Pesci reminder: 'Mind your manners'
Thursday, November 18, 2010
This holiday season don't let your bad manners get you relegated to the kids' table.
Pat Pesci, director of the hotel and restaurant management program, said that holiday meals always seem to ramp up people's focus on dining etiquette and table manners.
"Typically, Americans don't sit down and dine together," Pesci said. "People just don't break bread anymore; they multitask. Then at this time of the year, you have all these holidays and the large family meals that go with them."
The holiday meal can bring a lot of stressors into one event: family members who don't see each other that often; different age groups; different opinions; uncommon and varied cuisine; and fancier tableware.
Pesci said it is important to ask your host if you can assist in any way, and also to ask, rather than assume, where you will be sitting.
It is standard to wait until everyone has food before you begin eating, Pesci said. When faced with uncertainty about which of your multiple utensils to use, start at the outside and move in toward the plate.
Another pitfall during holiday meals is the conversation.
"Holiday meals often last an hour or more," Pesci said. "And while you should eat slowly, it doesn't take that long to consume food. Because so often we eat in front of the television, many people aren't used to carrying on lengthy conversations while eating."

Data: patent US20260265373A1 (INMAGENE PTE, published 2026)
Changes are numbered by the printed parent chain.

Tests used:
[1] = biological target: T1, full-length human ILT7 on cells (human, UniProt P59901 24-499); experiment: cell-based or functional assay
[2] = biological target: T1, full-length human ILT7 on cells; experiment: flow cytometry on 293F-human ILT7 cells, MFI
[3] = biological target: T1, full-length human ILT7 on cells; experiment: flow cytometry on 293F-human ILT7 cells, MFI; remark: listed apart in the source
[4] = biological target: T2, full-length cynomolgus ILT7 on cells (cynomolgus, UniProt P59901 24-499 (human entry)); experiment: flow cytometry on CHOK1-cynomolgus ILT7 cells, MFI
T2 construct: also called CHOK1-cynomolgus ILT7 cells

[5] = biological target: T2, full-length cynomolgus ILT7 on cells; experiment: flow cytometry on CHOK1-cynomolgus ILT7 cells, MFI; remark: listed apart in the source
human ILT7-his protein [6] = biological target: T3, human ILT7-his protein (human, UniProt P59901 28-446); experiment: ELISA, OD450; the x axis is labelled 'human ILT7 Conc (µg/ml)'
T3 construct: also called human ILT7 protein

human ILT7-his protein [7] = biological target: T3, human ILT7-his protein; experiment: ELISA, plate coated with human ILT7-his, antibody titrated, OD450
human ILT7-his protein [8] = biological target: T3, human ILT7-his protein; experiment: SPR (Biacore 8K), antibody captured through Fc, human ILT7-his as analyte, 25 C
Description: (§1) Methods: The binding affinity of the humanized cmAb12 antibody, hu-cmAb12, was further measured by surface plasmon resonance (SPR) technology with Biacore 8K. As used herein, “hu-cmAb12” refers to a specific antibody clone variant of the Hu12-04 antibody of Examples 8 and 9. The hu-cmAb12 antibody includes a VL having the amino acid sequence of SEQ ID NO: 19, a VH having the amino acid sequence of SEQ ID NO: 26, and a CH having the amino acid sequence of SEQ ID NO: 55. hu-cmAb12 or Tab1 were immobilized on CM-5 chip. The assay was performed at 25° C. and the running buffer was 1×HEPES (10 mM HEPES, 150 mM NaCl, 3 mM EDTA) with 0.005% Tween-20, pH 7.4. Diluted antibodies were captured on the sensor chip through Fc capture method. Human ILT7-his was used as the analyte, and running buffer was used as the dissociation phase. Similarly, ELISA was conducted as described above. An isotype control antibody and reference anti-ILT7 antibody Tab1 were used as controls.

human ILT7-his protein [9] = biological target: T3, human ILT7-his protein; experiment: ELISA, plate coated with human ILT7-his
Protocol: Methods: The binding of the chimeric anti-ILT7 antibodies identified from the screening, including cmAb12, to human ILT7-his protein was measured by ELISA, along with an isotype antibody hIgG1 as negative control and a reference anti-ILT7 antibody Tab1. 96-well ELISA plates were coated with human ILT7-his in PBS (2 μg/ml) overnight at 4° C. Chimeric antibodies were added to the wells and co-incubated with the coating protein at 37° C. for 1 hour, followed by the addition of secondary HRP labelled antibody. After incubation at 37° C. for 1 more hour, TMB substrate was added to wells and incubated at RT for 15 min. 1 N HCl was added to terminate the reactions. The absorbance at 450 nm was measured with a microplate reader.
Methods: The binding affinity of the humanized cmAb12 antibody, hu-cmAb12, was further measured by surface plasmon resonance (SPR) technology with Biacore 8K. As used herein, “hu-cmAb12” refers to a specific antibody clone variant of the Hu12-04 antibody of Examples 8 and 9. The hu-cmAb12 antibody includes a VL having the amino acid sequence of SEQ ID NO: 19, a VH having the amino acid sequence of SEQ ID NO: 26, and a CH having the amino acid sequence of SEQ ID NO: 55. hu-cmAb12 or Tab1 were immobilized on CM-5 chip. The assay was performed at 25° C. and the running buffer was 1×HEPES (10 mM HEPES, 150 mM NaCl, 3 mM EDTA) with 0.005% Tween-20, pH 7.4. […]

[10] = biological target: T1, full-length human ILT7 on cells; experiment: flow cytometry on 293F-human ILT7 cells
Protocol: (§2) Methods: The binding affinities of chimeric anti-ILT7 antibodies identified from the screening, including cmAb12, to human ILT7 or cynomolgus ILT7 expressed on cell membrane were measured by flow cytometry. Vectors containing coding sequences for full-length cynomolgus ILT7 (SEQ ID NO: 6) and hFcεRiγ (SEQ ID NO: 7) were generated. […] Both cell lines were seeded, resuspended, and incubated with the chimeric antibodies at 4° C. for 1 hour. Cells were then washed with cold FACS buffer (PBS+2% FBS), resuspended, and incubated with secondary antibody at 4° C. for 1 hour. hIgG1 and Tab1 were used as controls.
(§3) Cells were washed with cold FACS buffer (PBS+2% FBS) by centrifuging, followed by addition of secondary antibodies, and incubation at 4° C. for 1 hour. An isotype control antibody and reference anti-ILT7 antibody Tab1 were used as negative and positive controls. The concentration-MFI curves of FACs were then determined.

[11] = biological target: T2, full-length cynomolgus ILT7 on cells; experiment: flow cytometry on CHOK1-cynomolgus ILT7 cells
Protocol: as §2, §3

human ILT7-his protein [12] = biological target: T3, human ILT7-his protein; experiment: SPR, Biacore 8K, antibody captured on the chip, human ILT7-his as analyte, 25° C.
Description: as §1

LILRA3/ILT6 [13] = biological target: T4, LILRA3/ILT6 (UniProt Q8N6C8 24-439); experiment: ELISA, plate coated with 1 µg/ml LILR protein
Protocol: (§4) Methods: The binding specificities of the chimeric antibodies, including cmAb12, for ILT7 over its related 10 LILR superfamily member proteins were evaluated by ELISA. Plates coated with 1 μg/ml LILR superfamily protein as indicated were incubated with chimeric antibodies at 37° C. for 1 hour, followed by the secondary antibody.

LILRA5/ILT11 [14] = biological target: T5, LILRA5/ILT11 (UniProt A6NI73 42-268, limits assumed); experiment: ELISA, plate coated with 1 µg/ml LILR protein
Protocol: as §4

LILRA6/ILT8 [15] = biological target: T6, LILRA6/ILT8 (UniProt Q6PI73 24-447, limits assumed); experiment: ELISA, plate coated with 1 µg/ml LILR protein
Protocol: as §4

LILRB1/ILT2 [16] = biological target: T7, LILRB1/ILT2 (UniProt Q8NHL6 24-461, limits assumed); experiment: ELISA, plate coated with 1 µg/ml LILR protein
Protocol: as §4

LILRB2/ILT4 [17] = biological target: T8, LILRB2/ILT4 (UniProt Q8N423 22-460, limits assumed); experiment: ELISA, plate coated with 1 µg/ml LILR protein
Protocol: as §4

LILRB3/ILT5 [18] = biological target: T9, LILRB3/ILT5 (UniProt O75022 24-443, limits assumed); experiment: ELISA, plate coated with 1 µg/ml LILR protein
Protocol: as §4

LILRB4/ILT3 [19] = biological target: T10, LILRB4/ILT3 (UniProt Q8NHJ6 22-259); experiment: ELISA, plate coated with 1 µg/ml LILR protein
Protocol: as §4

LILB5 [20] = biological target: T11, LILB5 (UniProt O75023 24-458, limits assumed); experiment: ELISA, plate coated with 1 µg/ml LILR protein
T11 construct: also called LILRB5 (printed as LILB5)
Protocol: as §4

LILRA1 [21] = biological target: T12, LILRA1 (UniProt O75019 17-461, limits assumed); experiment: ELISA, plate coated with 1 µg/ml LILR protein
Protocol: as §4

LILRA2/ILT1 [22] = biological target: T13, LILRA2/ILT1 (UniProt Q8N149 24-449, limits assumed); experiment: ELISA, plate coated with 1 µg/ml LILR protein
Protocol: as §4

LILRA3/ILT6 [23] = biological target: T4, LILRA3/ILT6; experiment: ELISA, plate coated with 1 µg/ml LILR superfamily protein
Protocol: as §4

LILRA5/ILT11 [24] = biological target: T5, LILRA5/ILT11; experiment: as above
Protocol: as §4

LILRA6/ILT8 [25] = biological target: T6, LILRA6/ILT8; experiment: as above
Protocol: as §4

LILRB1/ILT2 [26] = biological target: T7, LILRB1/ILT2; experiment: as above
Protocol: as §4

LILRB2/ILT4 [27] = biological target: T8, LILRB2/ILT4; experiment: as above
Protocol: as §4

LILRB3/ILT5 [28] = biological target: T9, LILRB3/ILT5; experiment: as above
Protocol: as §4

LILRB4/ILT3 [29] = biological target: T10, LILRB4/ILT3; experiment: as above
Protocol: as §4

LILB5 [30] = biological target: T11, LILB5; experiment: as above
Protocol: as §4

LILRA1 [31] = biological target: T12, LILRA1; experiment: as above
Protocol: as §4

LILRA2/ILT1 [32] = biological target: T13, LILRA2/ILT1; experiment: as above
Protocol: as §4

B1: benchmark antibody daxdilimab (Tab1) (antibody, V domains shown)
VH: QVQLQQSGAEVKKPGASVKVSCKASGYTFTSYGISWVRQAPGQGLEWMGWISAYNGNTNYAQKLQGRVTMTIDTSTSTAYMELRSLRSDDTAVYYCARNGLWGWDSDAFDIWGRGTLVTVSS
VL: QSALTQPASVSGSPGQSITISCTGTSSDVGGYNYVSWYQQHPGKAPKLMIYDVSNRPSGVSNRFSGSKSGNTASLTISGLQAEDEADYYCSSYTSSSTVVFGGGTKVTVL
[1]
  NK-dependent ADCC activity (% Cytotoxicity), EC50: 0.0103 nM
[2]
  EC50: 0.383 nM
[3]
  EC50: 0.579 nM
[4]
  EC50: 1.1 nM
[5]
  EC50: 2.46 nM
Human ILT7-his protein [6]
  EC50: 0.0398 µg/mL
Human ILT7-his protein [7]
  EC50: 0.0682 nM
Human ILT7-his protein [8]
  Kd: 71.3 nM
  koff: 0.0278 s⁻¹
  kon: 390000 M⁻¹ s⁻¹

Remembering not to talk with your mouth full is one thing. Knowing what to talk about is quite another. Pesci said it is best to avoid topics that might make people uncomfortable, such as politics, religion, sex and controversy. Great conversation starters are more neutral, like sports, weather, professions, travel, movies and where people are from.
"It is important to get everyone involved," said Pesci. "We often miss out on talking and listening to people and finding out about them. Holiday meals are a great time for that."
When the meal is finished, it's polite to place your napkin to the left of your plate and push your chair in when leaving the table.
Finally, one of the most important tips is to never correct someone's etiquette at the table.
"Correcting someone else's manners in a public setting is rude. That's one of the No. 1 rules," Pesci said.